Even the world's best backup service is useless if it's not used properly. Fortunately, there's only two steps to proper backups:
- Making backups
- Testing / restoring backups
Remember that thanks to deduplication, only unique data will be uploaded. It's better to create "too many" backups rather than "not enough"!
This page assumes that:
- You installed Tarsnap to /usr/local/bin/.
- You are using a configuration file that has keyfile and cachedir set.
- You have a /root directory.
You would like to use Tarsnap as the root user. If
necessary, become root by running:
If any of those assumptions are incorrect, no problem! Simply adjust the directory names (below), or add --keyfile and --cachedir, as appropriate.
Step 1: Making backups
First, create a backup script; this may be run manually, or scheduled to run automatically.
Step 1A: Backup script
Create a /root/tarsnap-backup.sh script containing:
#!/bin/sh /usr/local/bin/tarsnap -c \ -f "$(uname -n)-$(date +%Y-%m-%d_%H-%M-%S)" \ /MY/DATADIRPlease note:
We recommend using the full path, as this avoids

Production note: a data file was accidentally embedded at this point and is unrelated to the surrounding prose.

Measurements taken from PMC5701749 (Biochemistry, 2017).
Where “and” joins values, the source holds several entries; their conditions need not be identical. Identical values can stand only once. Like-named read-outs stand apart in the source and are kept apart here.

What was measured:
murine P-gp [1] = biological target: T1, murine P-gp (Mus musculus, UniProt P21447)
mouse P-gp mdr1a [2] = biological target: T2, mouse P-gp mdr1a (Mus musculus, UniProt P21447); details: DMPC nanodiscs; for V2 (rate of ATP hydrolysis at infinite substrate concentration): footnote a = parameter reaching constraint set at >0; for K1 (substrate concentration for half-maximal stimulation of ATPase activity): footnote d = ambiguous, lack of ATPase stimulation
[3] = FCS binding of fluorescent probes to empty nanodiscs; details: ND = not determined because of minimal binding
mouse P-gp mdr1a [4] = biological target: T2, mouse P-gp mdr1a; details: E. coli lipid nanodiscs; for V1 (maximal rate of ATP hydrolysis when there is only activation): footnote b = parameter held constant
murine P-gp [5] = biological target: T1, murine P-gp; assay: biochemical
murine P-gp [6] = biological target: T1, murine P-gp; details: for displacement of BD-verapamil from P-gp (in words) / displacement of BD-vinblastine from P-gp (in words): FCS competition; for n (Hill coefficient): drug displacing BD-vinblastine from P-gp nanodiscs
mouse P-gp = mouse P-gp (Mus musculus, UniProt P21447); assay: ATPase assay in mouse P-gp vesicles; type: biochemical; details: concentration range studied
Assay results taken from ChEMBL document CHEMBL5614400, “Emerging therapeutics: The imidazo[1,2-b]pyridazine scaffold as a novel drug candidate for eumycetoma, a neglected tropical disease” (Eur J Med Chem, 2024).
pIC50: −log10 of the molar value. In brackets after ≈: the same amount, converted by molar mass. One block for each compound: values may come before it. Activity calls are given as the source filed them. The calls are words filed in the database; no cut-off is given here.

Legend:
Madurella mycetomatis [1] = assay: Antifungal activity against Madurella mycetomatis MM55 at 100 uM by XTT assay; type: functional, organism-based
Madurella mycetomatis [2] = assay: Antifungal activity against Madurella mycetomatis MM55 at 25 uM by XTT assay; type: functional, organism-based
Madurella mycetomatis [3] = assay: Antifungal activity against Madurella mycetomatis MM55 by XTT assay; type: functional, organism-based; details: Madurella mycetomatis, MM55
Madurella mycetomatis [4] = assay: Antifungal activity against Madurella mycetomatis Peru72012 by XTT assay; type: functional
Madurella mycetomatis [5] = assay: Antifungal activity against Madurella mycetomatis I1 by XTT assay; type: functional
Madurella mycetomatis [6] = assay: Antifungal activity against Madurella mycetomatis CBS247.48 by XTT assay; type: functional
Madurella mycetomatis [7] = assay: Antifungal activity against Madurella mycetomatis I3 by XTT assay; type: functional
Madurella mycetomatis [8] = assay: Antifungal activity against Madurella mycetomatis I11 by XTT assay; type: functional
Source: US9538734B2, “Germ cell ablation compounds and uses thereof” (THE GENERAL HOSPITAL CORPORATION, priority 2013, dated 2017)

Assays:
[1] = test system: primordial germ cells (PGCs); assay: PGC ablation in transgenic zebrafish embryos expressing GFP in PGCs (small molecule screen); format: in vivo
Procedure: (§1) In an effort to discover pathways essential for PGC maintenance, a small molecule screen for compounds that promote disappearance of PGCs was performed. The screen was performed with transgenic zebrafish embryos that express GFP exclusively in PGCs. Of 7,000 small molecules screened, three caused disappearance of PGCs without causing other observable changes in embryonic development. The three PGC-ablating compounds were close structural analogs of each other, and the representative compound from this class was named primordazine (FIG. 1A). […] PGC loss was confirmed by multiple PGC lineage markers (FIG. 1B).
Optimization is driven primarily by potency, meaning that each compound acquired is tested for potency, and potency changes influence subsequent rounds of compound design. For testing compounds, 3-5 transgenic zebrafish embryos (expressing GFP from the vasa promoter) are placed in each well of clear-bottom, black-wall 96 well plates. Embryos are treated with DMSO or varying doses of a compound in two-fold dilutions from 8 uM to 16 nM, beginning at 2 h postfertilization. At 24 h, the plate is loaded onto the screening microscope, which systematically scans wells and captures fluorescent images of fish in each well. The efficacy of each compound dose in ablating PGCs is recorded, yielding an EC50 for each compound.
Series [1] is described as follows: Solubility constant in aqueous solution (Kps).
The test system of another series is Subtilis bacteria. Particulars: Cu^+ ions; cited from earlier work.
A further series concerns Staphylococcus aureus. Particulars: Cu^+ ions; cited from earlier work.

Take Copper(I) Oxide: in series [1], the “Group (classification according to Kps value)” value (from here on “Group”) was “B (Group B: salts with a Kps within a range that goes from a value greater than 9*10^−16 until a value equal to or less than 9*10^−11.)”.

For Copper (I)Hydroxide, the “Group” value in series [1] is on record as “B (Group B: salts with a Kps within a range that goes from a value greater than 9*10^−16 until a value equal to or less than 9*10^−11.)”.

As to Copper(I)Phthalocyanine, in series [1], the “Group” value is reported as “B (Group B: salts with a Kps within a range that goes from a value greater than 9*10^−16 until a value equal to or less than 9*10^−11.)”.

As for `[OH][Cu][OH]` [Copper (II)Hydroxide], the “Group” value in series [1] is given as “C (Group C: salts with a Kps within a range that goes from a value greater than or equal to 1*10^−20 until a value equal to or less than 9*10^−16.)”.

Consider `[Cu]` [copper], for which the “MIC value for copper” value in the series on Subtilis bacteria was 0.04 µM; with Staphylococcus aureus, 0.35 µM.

potential problems with
- Replace /MY/DATADIR as appropriate.
-fcommand defines the "archive name" in which your data is stored on the Tarsnap servers.
The command $(uname -n) automatically turns into
- Optionally, change the format of the timestamp.
- The command $(uname -n) automatically turns into your computer's
- We recommend using the full path, as this avoids potential problems with
Make the script executable, then run it whenever you
chmod u+x /root/tarsnap-backup.sh
- Check that you can restore these backups with Step 2: Testing / restoring backups.
Step 1B: Automatic backups (optional)
Step 2: Testing / restoring backups
Second, check that the previous backup(s) worked.
See a list of archives:
tarsnap --list-archives | sort
Restore one of those archives:
tarsnap -x -f mybackup-2015-08-09_19-37-20
- Check that the files and directories are what you expect.